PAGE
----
TERRE HAUTE —
As we drove home late one night last week, my wife and I, both a bit drowsy and anxious for a warm bed and a long nap, were surprised to see a red fox as it darted across the road. He made his appearance in a flash — just a bit of nose and fur and bushy tail — as he jumped out of a ditch in front of our car and was caught in the glare of our headlights on his way to the relative safety of an apple orchard.
Foxes are not rare in our county at all, but they are rarely seen, so we get a little excited when we spot one. We know that they prowl our place, for we haven’t much out here but hills and hollows and trees and spaces that seem to suit them.
Over the years, we have seen foxes that have been killed along our roads, passing them as we’ve headed into town, only to come back a few hours later to find their tails clipped, the carcasses left for the buzzards. Whoever had stopped to cut the tails gained a talisman of sorts, I suppose, but there was something in their acts that left us cold and more than a bit sorry.
Red foxes (Vulpes vulpes) have faced slanderous accusations for years. Regarded in folklore as “sly” and “cunning,” as assassins of chickens and turkeys and lambs in real life, and, inexplicably, as manipulative and devilish in the morals of old fables, foxes are actually more adaptive than anything else.
As there are more and more of us humans — a point driven home a few weeks back when it became official that the world’s population had turned over 7 billion, give or take a few hundred thousand — there are fewer and fewer of them, although it is known that foxes live both near and in urban areas without causing too much mischief.
There are few reasons for maintaining the fox’s bad reputation these days. According to our state’s own Department of Natural Resources, it is ground squirrels and mice and song birds that have the most to fear from their red-furred foes. They aren’t very large, either; the average adult weighs in at only 8 to 14 pounds. Why, we’ve had heftier housecats than that, although our felines neither work as hard for a meal nor move nearly as quickly.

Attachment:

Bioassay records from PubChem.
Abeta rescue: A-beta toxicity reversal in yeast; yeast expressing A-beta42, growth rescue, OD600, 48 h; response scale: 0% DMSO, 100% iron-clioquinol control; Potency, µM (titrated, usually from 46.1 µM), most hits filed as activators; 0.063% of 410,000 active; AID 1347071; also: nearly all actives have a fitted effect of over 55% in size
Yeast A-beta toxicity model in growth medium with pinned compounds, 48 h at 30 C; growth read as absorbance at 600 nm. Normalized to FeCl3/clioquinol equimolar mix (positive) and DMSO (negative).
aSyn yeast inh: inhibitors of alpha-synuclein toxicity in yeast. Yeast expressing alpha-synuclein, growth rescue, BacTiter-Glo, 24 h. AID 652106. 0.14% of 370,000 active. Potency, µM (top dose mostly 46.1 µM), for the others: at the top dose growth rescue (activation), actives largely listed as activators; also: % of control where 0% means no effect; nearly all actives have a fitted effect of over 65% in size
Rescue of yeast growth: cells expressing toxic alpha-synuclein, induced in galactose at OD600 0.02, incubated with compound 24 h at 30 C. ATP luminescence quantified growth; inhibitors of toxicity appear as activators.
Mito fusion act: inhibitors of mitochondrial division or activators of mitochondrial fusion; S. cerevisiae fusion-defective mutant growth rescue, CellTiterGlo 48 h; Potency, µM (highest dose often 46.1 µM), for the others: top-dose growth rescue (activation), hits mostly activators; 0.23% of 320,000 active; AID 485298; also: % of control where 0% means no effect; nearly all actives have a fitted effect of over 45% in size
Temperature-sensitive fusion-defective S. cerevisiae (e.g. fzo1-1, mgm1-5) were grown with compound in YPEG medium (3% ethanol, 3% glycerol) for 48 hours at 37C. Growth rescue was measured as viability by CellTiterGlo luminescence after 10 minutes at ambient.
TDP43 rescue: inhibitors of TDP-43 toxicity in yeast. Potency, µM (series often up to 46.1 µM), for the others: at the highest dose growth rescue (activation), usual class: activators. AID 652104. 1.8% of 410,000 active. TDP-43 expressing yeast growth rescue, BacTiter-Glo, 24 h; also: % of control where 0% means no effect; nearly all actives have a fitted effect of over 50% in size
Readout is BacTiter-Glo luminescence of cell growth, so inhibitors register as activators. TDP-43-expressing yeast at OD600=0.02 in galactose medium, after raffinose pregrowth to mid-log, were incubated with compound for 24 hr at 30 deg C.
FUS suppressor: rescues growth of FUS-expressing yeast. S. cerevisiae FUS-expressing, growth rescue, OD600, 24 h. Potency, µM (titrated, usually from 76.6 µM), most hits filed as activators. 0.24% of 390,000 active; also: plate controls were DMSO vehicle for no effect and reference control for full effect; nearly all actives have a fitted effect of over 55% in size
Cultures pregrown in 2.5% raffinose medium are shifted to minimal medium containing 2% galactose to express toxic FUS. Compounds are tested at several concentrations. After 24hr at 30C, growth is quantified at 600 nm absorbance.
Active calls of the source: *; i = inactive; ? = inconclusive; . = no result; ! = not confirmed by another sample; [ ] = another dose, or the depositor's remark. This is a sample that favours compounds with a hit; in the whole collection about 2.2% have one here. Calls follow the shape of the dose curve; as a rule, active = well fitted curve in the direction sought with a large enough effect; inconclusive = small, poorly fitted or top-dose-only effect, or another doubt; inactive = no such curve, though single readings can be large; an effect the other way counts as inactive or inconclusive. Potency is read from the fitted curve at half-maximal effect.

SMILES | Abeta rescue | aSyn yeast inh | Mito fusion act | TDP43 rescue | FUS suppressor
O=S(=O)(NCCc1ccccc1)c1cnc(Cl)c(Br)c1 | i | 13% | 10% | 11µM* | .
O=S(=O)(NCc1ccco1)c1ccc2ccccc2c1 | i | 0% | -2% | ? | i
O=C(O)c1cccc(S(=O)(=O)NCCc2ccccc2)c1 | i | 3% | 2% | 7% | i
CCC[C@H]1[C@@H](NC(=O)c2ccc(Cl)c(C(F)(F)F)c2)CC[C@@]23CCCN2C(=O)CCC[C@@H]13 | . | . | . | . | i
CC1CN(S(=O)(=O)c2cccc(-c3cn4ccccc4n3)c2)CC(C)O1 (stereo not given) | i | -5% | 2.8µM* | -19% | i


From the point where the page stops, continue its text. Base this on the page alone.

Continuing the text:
It is estimated that almost 40 percent of a red fox’s diet consists of insects and berries, even leaves. I have no doubt that the fox Joanie and I saw that night was minding his own business. It was less likely that it had been raiding a chicken coop than merely grabbing a rotten apple. Modern husbandry and wire and electric fences and strobe lights have pretty well eliminated the pilfering that foxes became notorious for years ago. They’ve adapted, and now snoop through dumpsters and compost piles and roadside trash for most of their fast-food fixes.
It was a summer of foxes for me. No less than three times, I drove my truck around a bend in a country road to see one as it slipped into a cornfield or stood motionless watching and sniffing the air before pulling a Houdini and fading into the landscape. In each instance, I considered myself lucky, for I don’t see them as often as I do the crows and deer and rabbits that glide over or wander through our property on a daily basis. As with the occasional owl or heron, we feel more privileged by a fox’s visit; it’s hard to explain, but we do.